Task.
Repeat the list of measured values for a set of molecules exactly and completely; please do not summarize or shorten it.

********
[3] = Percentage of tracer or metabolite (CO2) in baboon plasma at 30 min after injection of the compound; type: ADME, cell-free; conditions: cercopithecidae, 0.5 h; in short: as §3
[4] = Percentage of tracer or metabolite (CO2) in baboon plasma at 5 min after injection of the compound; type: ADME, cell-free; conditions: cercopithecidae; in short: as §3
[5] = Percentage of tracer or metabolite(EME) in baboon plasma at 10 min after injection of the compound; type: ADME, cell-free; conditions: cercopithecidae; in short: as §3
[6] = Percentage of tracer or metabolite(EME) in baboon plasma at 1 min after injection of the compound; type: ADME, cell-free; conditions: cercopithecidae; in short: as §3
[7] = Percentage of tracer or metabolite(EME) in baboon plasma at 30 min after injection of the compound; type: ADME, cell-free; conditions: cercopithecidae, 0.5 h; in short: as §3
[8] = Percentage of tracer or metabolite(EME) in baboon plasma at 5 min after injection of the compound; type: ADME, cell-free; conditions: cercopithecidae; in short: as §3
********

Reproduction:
[3] = Percentage of tracer or metabolite (CO2) in baboon plasma at 30 min after injection of the compound; type: ADME, cell-free; conditions: cercopithecidae, 0.5 h; in short: as §3
[4] = Percentage of tracer or metabolite (CO2) in baboon plasma at 5 min after injection of the compound; type: ADME, cell-free; conditions: cercopithecidae; in short: as §3
[5] = Percentage of tracer or metabolite(EME) in baboon plasma at 10 min after injection of the compound; type: ADME, cell-free; conditions: cercopithecidae; in short: as §3
[6] = Percentage of tracer or metabolite(EME) in baboon plasma at 1 min after injection of the compound; type: ADME, cell-free; conditions: cercopithecidae; in short: as §3
[7] = Percentage of tracer or metabolite(EME) in baboon plasma at 30 min after injection of the compound; type: ADME, cell-free; conditions: cercopithecidae, 0.5 h; in short: as §3
[8] = Percentage of tracer or metabolite(EME) in baboon plasma at 5 min after injection of the compound; type: ADME, cell-free; conditions: cercopithecidae; in short: as §3